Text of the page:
I have found that ,

\[\Large \underbrace{aaa\ldots }_{n \text{ times}} \equiv a \mod n\]

\[\forall \text{ n} \in \left \{ \text{ Primes} \right \}\] also \(a\) belongs to 1 to 9 and also 0.

and \(n\geq7\)

**\(Bonus\) \(for\) \(reader\)**

Disprove this for \(n <7\)

**\(Note\)**

Also see Another Interesting fact

\(\overline {aaa...}\) is a single number.

## Comments

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TopNewest\[\underbrace{aaa\ldots aa}_{n \text{ times} } \equiv a \pmod n \\ \underbrace{aa \ldots }_{n \text{ times}}-a=\underbrace{aaa\ldots a}_{n-1\text{ times}}0 \equiv 0 \pmod n\]

Now we have to prove that,

\[\underbrace{aaa\ldots aa}_{n-1 \text{ times}}\equiv 0 \pmod n , \quad \forall n \in \text{ Prime≥7} \\ a\cdot \frac{10^{n-1}-1}{9} \pmod n \]

As \(n\) is a prime number,

\[10^{\phi(n)}=10^{n-1}\equiv 1\pmod n \\ \therefore a\cdot \frac{10^{n-1}-1}{9} \equiv a\cdot \frac{1-1}{9}=0 \pmod n\]

\[\underbrace{aaa\ldots aa}_{n \text{ times} } \equiv a \pmod n \\ a\cdot \frac{10^n -1}{9}\pmod n \]

By Fermat's Little Theorem,

\[10^n \equiv 10 \pmod n \\ a\cdot \frac{10^n -1}{9}\equiv a\cdot \frac{10 -1}{9}= a \pmod n\]

• QED – Akshat Sharda · 1 year, 5 months ago

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@Akshat Sharda – Chinmay Sangawadekar · 1 year, 5 months ago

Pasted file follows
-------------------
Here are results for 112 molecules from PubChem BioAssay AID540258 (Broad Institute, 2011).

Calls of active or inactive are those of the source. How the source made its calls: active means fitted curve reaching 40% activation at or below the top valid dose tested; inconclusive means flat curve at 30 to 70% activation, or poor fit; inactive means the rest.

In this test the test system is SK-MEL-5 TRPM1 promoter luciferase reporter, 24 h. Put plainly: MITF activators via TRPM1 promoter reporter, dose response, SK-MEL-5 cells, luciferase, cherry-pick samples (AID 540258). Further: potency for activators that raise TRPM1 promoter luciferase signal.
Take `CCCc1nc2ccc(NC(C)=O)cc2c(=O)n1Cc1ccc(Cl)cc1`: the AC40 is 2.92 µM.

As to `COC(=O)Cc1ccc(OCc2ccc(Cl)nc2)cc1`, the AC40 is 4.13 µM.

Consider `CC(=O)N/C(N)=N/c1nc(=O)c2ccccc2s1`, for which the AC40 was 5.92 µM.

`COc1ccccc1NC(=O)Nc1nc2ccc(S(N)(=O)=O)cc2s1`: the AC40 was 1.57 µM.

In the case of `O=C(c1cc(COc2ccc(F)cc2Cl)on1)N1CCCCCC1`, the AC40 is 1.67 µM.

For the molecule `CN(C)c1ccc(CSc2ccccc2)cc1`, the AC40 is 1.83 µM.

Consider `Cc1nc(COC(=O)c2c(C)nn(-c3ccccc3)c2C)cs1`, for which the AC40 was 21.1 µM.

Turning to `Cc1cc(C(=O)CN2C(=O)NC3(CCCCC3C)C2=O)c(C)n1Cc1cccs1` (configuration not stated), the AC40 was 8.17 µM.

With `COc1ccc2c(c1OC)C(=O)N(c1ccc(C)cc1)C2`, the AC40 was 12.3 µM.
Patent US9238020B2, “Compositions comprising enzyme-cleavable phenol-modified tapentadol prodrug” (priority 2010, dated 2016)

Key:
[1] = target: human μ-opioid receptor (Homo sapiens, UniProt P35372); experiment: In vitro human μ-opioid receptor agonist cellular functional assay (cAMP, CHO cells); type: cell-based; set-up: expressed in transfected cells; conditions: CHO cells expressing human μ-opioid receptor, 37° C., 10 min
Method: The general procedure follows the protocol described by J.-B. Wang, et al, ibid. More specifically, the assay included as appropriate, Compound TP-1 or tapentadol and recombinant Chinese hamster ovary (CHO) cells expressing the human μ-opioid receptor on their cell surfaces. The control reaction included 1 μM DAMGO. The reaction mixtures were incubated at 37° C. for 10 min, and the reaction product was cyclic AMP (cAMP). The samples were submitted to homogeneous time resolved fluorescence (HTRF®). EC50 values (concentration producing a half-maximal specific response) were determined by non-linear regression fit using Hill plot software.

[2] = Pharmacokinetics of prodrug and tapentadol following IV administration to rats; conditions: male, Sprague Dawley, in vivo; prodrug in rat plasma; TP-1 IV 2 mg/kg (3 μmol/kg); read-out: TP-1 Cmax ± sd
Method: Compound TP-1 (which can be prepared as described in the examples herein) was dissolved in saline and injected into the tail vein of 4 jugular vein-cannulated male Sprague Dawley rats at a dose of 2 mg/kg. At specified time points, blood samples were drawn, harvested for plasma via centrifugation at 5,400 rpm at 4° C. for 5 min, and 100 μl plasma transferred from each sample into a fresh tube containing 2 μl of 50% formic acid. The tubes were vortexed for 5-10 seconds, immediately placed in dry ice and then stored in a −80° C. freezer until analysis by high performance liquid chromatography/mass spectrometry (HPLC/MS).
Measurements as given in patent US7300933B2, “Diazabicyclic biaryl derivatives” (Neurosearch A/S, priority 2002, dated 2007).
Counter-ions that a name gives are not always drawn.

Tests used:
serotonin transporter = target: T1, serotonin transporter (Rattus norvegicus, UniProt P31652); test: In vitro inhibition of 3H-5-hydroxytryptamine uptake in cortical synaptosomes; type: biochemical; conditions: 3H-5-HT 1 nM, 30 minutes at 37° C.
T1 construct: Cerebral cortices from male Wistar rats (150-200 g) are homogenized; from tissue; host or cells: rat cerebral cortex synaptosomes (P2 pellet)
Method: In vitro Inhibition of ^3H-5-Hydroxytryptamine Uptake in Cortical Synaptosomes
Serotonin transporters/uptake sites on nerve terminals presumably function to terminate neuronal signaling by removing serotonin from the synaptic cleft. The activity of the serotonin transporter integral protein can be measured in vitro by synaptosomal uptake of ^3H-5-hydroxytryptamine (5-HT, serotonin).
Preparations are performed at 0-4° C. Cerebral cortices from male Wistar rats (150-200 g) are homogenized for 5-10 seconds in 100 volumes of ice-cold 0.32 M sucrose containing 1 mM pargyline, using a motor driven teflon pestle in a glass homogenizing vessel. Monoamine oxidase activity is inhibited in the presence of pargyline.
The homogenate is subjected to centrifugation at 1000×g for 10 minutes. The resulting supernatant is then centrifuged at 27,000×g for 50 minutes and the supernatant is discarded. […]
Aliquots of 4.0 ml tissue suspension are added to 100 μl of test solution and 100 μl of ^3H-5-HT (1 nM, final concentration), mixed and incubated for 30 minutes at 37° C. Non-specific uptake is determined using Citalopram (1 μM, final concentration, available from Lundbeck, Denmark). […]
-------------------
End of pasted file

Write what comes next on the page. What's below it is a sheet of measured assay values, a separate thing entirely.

Can you prove the Bonus ?Log in to reply

@Akshat Sharda – Chinmay Sangawadekar · 1 year, 5 months ago

Nice oneLog in to reply

@Otto Bretscher , I am still waiting for your reply – Chinmay Sangawadekar · 1 year, 5 months ago

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– Otto Bretscher · 1 year, 5 months ago

I'm afraid that this congruency does not hold in general. As a counterexample, consider \(a=10\) and \(n=11\).Log in to reply

– Chinmay Sangawadekar · 1 year, 5 months ago

a should not be a 2 digit number...Log in to reply

– Otto Bretscher · 1 year, 5 months ago

You are saying \(a\) is a natural number... so you need to change that in the statement. Essentially you are saying this is true for \(a=1\), we can then multiply with \(a= 2..9\). The case \(a=1\) is trivial as long as the prime is not \(3\).Log in to reply

– Chinmay Sangawadekar · 1 year, 5 months ago

Thanks for pointing my mistake ! you may also take a look at Another Interesting fact , link is provided above...Log in to reply

– Ankit Kumar Jain · 1 year, 5 months ago

Its true for all values of a such that a is between 1 and 9Log in to reply

I guess this is true for all primes except 3...To disprove this for 3....We see that aaa will always be divisible by 3 because for divisibility by 3 we need to check the sum of digits . The sum of the digits for the given number will be 3a which is divisible by 3..Hence the given number will always be congruent 0 mod 3... – Ankit Kumar Jain · 1 year, 5 months ago

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I'll try to prove this :) – Harsh Shrivastava · 1 year, 5 months ago

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, lets see if your method is same as mine or different – Chinmay Sangawadekar · 1 year, 5 months ago

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How did you proved it? – Harsh Shrivastava · 1 year, 5 months ago